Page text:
To counter the backlash Brazil's LGBT+ politicians are forming new alliances with unions and other social movements, including those defending the rights of women, black and indigenous people. They spoke at an event in Colombia, hosted by the Victory Institute, a nonprofit which seeks to elect LGBT+ candidates.
They are also reaching out to Brazil's powerful evangelical movement and the growing religious right to find common ground on issues, including the government's planned cuts to spending on higher education.
The proposed cuts prompted tens of thousands of Brazilians to take to the streets in protest earlier this week.
Most evangelical groups are critical of gay rights, saying marriage should only be between a man and a woman.
"Despite President Bolsonaro, we have people trying to organise and fight back," Felix told the Thomson Reuters Foundation.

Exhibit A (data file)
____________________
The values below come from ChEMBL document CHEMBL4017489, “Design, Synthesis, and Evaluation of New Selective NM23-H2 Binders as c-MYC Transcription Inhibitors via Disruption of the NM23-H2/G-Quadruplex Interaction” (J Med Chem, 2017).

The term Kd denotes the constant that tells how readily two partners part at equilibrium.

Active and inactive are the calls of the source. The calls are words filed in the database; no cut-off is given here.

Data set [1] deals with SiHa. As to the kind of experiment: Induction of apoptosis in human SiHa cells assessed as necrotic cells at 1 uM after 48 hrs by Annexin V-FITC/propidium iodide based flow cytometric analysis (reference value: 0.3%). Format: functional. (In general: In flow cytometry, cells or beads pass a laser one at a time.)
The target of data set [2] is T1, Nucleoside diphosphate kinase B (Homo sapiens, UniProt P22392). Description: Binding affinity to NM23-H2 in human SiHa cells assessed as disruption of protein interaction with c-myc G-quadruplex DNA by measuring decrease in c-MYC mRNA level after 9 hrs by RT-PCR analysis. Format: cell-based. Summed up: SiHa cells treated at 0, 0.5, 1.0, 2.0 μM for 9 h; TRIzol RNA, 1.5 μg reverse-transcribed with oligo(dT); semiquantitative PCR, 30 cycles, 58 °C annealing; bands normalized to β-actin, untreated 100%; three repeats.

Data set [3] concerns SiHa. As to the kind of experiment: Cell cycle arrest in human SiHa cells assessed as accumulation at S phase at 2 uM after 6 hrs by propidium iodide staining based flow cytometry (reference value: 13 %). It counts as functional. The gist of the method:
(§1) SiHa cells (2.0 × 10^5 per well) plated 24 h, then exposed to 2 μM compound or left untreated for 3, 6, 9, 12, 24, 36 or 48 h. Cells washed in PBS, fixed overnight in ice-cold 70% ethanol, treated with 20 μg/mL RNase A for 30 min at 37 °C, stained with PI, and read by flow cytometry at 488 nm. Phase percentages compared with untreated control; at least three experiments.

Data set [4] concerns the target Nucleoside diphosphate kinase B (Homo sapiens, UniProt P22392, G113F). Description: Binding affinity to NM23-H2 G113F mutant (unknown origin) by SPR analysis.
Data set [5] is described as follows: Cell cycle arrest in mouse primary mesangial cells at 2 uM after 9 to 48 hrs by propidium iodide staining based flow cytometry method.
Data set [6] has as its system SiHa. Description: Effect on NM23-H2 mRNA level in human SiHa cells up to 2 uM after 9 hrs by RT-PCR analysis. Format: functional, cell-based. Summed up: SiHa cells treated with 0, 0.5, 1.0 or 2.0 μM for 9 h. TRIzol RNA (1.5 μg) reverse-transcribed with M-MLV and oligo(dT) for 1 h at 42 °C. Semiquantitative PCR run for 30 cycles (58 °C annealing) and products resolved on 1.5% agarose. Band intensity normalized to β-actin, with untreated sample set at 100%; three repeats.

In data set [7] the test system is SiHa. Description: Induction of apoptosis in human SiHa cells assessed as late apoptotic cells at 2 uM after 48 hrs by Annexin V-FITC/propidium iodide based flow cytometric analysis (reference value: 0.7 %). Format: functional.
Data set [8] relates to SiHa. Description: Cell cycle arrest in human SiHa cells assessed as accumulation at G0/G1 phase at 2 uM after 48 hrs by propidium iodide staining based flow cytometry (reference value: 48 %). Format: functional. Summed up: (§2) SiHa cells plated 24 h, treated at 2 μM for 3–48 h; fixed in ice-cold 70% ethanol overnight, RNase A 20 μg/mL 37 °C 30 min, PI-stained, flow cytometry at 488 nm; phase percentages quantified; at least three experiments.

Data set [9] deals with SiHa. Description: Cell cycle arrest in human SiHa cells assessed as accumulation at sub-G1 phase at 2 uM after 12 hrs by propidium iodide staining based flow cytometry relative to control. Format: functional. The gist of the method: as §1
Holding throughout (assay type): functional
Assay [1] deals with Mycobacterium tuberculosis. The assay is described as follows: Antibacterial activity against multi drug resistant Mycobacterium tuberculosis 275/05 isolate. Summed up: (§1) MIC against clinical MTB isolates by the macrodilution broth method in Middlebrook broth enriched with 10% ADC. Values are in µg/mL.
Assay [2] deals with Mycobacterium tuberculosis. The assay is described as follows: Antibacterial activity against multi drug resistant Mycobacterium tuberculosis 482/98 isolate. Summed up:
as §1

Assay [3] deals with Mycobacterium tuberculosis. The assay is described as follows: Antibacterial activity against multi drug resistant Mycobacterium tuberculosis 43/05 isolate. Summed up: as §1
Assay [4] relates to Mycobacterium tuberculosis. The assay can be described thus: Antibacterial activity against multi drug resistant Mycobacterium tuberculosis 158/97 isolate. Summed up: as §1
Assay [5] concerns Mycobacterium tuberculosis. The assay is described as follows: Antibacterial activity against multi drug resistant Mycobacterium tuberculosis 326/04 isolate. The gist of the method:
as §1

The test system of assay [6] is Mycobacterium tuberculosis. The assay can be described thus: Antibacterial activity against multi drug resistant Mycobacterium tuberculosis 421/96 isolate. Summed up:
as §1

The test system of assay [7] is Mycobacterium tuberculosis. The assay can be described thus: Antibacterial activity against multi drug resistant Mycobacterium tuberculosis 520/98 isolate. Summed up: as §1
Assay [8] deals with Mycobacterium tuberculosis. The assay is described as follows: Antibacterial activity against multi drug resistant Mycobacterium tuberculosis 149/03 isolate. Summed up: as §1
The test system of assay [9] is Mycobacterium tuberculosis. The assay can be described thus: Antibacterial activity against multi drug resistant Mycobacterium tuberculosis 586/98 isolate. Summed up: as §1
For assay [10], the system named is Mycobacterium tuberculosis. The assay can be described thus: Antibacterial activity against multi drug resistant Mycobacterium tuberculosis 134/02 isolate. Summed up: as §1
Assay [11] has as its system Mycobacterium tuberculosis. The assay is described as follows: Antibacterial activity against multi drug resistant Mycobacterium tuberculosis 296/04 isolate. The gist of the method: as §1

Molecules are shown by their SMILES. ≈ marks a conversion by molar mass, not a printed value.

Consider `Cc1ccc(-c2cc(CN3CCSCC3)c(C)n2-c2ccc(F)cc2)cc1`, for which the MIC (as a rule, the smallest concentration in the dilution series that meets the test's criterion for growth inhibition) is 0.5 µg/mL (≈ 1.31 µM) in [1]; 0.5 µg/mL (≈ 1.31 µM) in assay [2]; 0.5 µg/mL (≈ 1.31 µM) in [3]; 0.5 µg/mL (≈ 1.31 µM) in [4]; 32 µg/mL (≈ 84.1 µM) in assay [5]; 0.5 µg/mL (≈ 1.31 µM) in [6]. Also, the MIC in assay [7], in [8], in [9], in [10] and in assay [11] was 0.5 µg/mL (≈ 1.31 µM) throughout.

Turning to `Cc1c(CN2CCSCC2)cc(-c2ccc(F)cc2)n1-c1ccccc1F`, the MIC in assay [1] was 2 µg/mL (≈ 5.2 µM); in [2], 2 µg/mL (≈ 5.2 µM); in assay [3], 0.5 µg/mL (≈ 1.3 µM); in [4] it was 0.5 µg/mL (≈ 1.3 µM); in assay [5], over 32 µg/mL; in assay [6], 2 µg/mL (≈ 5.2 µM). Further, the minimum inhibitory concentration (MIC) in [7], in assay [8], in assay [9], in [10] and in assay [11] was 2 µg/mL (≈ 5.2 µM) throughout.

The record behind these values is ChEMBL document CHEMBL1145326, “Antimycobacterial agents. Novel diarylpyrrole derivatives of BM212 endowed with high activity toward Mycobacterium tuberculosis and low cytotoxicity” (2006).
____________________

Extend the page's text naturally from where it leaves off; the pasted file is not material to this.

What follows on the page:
"We are trying to talk to all the people we can, even with people (with whom) we have no ideological alliance. And we are trying to isolate the radical right in Brazil ... that's our strategy right now," he said.
Luis Abolafia, head of international programs at the Victory Institute, said exploiting differences among conservative religious groups is one way to fight back.
"The conservative religious group is presenting themselves as a solid block," Abolafia said.
"But in reality it's a coalition of different people with different agendas, and there are always going to be cracks in the wall that you can take advantage of." Read more via Reuters